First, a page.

This blog was born in french during autumn 2003 and is now progressively being translated in your language.
New articles will therefore appear on a regular basis.
... my apologies to the people who hadn't understood this yet, all articles on this website are created and written by myself (his dad).
Lou is currently unable to do it,, just like he is to this day unable to grasp the concept of a "computer", "internet", or to focus for a long period of time on a conversation. Only time will tell us if we manage to integrate him completely in the world in which he lives.
Therefore all stories, despite relating actual facts, are obviously biased by my interpretation of his behavior. But having known him for over five years, I don't think I'm getting it wrong.
Thank you to the "Roi Baudoin" foundation ( "Parcours hors pistes" ). The new design, hosting and translations were partially made possible by their financial support.
Many thanks to Marco Pappalardo et Laetitia Bouet for the translation.
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tuesday 2 august 2005
115. Colin Maillard – a blind game (Rewind -3-)
When daddy and mommy found out I was blind, they explained it to my sisters right away (and you now know how that turned out with Eva). With my older sister, Mathilde, how was then 9 years old, things went quite differently. She got it right away. Her eyes filled with sadness. Mathilde : "It's a shame... he will never see the landscapes, the mountains, the see". Daddy (hiding the knot in his throat) : "We'll explain, we'll describe it to him, we'll make him touch it..."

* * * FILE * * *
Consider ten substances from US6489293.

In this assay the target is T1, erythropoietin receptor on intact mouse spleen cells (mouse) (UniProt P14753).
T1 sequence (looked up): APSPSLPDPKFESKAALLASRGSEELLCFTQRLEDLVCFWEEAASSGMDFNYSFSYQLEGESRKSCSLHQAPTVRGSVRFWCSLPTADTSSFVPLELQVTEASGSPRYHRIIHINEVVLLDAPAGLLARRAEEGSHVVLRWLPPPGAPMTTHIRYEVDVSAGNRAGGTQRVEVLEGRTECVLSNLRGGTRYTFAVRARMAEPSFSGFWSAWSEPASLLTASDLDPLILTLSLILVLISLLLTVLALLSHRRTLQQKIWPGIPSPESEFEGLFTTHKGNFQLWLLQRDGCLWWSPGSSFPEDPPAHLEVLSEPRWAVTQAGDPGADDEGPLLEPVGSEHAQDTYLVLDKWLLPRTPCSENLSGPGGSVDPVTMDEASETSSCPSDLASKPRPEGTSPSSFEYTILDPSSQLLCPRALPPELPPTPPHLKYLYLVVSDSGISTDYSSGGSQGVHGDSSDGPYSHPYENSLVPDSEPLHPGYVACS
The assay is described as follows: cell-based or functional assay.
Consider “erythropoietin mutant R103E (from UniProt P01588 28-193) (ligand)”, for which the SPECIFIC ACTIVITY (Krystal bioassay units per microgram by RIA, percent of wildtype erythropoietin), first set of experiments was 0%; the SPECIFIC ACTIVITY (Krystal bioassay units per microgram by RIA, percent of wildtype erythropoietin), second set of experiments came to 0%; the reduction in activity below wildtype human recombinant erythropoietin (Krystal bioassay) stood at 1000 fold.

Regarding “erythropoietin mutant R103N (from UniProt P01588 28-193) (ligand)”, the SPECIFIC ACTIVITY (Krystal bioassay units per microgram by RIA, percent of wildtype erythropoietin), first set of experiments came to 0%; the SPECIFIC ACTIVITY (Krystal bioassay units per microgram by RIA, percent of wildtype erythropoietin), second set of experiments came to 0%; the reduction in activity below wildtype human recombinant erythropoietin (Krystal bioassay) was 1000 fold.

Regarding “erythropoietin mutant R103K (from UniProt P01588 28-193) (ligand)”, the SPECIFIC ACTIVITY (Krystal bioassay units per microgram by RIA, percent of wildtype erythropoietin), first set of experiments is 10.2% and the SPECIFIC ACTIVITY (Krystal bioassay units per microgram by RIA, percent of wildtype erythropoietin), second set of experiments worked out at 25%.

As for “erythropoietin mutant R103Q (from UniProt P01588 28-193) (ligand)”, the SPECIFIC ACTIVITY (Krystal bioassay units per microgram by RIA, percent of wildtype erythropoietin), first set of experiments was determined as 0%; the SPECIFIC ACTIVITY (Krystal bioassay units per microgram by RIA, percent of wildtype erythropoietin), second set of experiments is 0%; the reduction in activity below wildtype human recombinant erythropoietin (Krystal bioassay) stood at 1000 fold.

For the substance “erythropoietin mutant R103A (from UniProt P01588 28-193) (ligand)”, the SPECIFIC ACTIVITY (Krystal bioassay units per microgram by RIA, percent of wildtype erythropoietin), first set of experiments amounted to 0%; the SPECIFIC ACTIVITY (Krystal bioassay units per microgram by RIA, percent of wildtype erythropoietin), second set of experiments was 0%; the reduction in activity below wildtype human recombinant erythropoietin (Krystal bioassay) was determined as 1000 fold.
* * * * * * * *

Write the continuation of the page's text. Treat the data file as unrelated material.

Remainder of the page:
That's it ! Daddy has opened the memories box ! It took quite a few months before my sister Eva realized I was blind. That was all my parents' fault.
Eva was thrilled to have a little brother. She was only four and a half years old. So you can guess how she treated me : like a doll. Shaking me all over the place, taking me in her arms unannounced, sticking the pacifier in my mouth the way you would put the cork back in a wine bottle, etc. She was a little crazy.
Daddy and mommy kept asking her to be more gentle and to warn me before approaching me. They told her I was different, that I couldn't see. And then there was my behavior, which Eva could tell was different from other babies'. I wouldn't look at her when she talked to me. So she started yelling in my hears to attract my attention. My parents would step in :
I talk about the present, I talk about the present ... but that's daddy's fault !
I have lots of things to say about my past, even though I must admit memories aren't my strongest point. Although little by little I'm beginning to mention events dating back to a few months ago (such as the bath tub emptying itself , for example). So it's hard for me to go back a year or more. Good thing daddy is here to refresh my memory.
And so I would like to tell you that when I was a little boy - I mean really little - a daycare center agreed to take me in and let me mingle among so called "normal" kids. Without any hesitation. And with a heart THIS big.